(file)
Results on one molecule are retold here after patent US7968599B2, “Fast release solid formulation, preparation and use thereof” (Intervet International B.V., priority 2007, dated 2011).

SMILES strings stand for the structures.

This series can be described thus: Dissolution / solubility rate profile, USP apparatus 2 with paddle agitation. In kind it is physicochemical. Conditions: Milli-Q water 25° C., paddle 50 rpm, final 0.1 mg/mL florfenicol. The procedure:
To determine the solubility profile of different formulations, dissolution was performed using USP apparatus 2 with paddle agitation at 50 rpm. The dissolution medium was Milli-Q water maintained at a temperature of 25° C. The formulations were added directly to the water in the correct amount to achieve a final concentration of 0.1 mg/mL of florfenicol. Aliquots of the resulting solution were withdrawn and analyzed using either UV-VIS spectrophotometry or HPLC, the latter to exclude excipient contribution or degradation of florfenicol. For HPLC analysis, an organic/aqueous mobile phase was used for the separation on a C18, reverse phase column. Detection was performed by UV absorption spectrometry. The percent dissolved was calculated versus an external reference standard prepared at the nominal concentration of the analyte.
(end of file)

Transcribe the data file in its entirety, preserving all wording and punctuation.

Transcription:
Results on one molecule are retold here after patent US7968599B2, “Fast release solid formulation, preparation and use thereof” (Intervet International B.V., priority 2007, dated 2011).

SMILES strings stand for the structures.

This series can be described thus: Dissolution / solubility rate profile, USP apparatus 2 with paddle agitation. In kind it is physicochemical. Conditions: Milli-Q water 25° C., paddle 50 rpm, final 0.1 mg/mL florfenicol. The procedure:
To determine the solubility profile of different formulations, dissolution was performed using USP apparatus 2 with paddle agitation at 50 rpm. The dissolution medium was Milli-Q water maintained at a temperature of 25° C. The formulations were added directly to the water in the correct amount to achieve a final concentration of 0.1 mg/mL of florfenicol. Aliquots of the resulting solution were withdrawn and analyzed using either UV-VIS spectrophotometry or HPLC, the latter to exclude excipient contribution or degradation of florfenicol. For HPLC analysis, an organic/aqueous mobile phase was used for the separation on a C18, reverse phase column. Detection was performed by UV absorption spectrometry. The percent dissolved was calculated versus an external reference standard prepared at the nominal concentration of the analyte.